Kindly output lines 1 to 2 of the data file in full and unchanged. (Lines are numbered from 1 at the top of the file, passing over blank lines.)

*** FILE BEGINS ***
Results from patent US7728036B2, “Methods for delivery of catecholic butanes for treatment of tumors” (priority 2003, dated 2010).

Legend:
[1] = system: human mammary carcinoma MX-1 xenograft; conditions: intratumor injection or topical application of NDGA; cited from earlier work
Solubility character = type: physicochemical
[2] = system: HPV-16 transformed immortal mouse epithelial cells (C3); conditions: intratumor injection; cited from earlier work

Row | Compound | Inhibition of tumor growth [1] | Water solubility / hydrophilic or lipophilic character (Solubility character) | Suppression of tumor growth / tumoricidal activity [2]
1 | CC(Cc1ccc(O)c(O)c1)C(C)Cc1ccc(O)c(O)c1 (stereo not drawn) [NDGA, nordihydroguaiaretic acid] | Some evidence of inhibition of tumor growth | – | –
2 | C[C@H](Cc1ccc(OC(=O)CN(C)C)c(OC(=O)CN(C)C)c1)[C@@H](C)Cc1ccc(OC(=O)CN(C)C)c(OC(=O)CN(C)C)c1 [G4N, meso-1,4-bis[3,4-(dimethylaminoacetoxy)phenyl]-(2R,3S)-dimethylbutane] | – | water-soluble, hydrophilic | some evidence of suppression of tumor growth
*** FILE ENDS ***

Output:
Results from patent US7728036B2, “Methods for delivery of catecholic butanes for treatment of tumors” (priority 2003, dated 2010).

Legend: